Minnesota knows it needs to narrow an educational achievement gap that is among the worst in the nation, and many have been working hard on that challenge.
But now help is coming from an unexpected quarter. The University of St. Thomas, one of the premier Catholic higher learning institutions in the country, is stepping up in a way that could have enormous impact in coming years.
St. Thomas, which regularly attracts some of Minnesota’s best students, will open a new, two-year college in Fall 2017 that will be unlike anything this community has seen. Students who show promise but lack the foundation for college will be connected with mentors, tutors, health services, paid internships and life coaching that will prepare them to tackle rigorous upper division work, a four-year degree and, eventually, careers.
The approach is one that shows a deep thoughtfulness about hurdles some disadvantaged students face that go far beyond academics. Through generous donations and a strong commitment, St. Thomas will keep tuition low — less than half the normal amount and enough support that the neediest students will pay no more than $1,000 per year. That’s critical, since many low-income students fail to complete their degrees because they cannot afford tuition and related expenses.
Businessman Mike Dougherty is providing a significant amount of start-up money for what will be Dougherty Family College. That’s because he knows what it’s like to need a second chance. An orphan by 12, Dougherty washed out in his first college attempt. It wasn’t until after he’d done a stint in the Army, where they discovered his learning disability and taught him to cope with it, that Dougherty felt prepared to try again. St. Thomas, he said, gave him that chance, and now he is determined to provide it for others.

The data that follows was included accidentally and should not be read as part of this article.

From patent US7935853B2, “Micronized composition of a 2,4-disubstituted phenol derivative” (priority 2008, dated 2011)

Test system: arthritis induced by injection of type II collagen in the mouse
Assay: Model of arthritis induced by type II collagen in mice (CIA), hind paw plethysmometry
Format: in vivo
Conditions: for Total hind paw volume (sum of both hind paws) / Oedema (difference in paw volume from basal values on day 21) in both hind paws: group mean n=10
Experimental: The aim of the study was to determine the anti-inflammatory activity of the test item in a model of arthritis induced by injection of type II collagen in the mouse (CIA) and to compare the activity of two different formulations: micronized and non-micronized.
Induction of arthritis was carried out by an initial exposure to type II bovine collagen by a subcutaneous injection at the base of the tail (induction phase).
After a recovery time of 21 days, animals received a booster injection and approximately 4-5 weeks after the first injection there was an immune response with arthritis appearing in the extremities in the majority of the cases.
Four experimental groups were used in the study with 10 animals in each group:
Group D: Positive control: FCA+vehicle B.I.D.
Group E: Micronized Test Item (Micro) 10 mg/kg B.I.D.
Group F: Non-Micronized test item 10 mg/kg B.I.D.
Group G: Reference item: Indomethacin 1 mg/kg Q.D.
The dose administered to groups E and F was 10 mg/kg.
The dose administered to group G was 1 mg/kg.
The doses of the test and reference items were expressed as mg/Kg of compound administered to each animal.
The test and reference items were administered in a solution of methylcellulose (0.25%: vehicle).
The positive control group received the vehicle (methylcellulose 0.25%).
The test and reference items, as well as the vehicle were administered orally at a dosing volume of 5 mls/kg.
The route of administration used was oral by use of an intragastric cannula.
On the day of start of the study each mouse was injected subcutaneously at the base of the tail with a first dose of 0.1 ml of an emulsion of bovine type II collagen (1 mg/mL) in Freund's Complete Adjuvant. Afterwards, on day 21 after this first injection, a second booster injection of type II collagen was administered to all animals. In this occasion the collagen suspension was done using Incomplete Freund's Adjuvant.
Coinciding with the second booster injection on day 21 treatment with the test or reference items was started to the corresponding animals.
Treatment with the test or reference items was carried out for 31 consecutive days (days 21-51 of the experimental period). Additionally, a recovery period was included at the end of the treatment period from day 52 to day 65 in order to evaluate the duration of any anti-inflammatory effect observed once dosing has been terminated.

“We want to do this right,” Dougherty said. “Every student will get a mentor, a computer, a bus pass, two meals a day. We’ll have a nurse on staff.” Students’ days will start with a leadership development class, and one day a week they’ll work at corporate internships designed to offer both pay and opportunities.
But it will take help from a generous community to ensure the success of this experiment. St. Thomas President Julie Sullivan says donors will be asked to contribute, and corporations will be asked to provide the internships.
“This has to break even,” Sullivan said. “We’re not intending to make money off this, but it has to be self-sustaining without draining resources from our other programs.” This is the chance for Tommie alums and others to show that a wraparound approach like this can help students in need reach their full potential.
The 150 students admitted each year will have to work hard. The investment in them will be high and so will the expectations. But the chance to rewrite the story of their lives will be immeasurable.